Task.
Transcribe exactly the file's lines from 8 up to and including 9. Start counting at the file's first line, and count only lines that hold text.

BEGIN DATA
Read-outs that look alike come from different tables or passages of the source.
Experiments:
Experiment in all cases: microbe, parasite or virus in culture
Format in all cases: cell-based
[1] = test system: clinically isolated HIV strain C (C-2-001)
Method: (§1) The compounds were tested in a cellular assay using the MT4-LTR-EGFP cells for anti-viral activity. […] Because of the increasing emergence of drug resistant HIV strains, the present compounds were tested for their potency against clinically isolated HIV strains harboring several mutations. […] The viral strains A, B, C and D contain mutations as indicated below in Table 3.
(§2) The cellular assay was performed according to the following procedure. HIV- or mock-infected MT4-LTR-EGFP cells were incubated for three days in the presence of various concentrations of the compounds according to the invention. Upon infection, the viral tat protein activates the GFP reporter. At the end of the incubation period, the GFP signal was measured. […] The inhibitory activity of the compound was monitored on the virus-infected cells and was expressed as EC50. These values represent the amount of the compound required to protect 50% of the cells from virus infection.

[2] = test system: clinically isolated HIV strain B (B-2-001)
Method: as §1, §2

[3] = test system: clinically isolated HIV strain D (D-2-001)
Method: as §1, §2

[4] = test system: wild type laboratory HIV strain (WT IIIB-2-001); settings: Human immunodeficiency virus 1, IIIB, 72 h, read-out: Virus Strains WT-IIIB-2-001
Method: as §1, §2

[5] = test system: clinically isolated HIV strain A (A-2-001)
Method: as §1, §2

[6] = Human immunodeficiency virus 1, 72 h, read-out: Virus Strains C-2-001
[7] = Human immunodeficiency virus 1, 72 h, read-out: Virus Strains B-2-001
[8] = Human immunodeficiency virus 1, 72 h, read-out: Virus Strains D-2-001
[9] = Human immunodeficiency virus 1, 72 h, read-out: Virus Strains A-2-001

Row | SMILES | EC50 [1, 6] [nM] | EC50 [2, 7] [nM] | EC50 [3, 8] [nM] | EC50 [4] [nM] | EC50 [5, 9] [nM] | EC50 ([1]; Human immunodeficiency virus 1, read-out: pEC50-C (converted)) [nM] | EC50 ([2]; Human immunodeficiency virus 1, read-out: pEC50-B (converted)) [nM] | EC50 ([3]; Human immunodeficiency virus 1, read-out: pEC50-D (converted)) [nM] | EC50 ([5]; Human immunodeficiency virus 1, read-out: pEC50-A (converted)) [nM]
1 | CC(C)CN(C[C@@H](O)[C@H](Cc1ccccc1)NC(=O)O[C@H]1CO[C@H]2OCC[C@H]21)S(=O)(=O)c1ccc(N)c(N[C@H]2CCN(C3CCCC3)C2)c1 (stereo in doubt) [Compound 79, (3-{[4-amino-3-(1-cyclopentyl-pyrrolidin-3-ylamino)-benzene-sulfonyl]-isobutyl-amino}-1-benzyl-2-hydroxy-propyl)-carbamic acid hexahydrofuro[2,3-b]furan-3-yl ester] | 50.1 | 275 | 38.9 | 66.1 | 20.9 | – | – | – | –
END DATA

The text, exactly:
[2] = test system: clinically isolated HIV strain B (B-2-001)
Method: as §1, §2